Why it matters: Much of the current conversation surrounding electric vehicle manufacturing has focused on sourcing lithium for batteries. However, another critical component for EVs could come in short supply in the next few years—electrical steel. Manufacturers in the US are trying to ramp up production to compete in a foreign-dominated industry.
Analysts estimate that global supplies of electrical steel—needed for electric vehicle motors—could struggle to meet demand before the end of this decade. New companies are entering the market to avoid a crunch that could increase EV prices during a time when we need them to be more affordable.
Electrical steel is comprised of ultra-thin sheets that transfer electricity into mechanical power. Standard-quality electrical steel forms the core of the rotating motors powering things like washing machines, power transformers, power tools, or air conditioners. Electric vehicle motors and scientific measurement devices follow the same principle but require high-grade electrical steel, which is harder to source.
According to a Wall Street Journal report, making high-grade electrical steel is an exacting process, with lead times sometimes approaching a whole year. It involves stamping and stacking steel and silicon into precise shapes, sometimes under a quarter of a millimeter thick, so companies can’t simply buy their way into the market.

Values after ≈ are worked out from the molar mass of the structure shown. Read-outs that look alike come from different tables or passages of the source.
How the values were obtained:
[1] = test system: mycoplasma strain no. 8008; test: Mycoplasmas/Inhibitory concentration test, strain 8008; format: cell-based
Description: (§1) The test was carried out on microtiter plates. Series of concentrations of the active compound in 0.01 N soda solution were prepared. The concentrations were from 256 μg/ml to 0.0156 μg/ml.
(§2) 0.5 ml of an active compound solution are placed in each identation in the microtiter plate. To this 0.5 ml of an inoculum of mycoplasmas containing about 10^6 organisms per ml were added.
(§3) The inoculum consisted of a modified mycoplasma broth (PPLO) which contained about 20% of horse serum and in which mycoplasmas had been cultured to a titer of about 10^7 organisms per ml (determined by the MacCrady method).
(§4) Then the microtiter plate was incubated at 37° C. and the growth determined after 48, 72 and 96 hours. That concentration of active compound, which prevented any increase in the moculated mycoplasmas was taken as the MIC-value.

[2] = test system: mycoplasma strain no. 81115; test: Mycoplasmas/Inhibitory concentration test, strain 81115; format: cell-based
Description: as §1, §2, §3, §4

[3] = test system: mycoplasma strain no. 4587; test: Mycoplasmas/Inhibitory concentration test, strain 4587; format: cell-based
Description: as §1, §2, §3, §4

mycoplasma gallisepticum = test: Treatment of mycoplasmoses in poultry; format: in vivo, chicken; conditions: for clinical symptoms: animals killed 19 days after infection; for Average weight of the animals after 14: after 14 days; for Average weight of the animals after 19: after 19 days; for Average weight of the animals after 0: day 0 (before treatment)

The overwhelming majority of electrical steel currently comes from South Korea, Japan, and China, all of which analysts say are under US steel import tariffs. Furthermore, global demand for high-quality electrical steel could exceed supply by hundreds of thousands of tons by 2027 and over a million tons by 2030.
American companies like Cleveland-Cliffs Inc. and US Steel Corp. are spending millions to open new electrical steel mills to help close the gap and raise the country’s competitiveness in this specialized sector. The company plans to have a mill up and running by the end of the year. However, it will likely take multiple years for domestic manufacturers to acquire the equipment and expertise to improve supply significantly. The resulting situation could put downward pressure on EV manufacturing.
The analysis contrasts with reports of falling prices for other EV raw materials, making the cars cheaper in the short term. Since January, prices of EV battery components, like lithium and copper, have fallen by around 20 percent. Tesla has passed the savings to consumers with five price adjustments this year. It’s unclear how long the situation will last or what will happen if it runs into electrical steel shortages.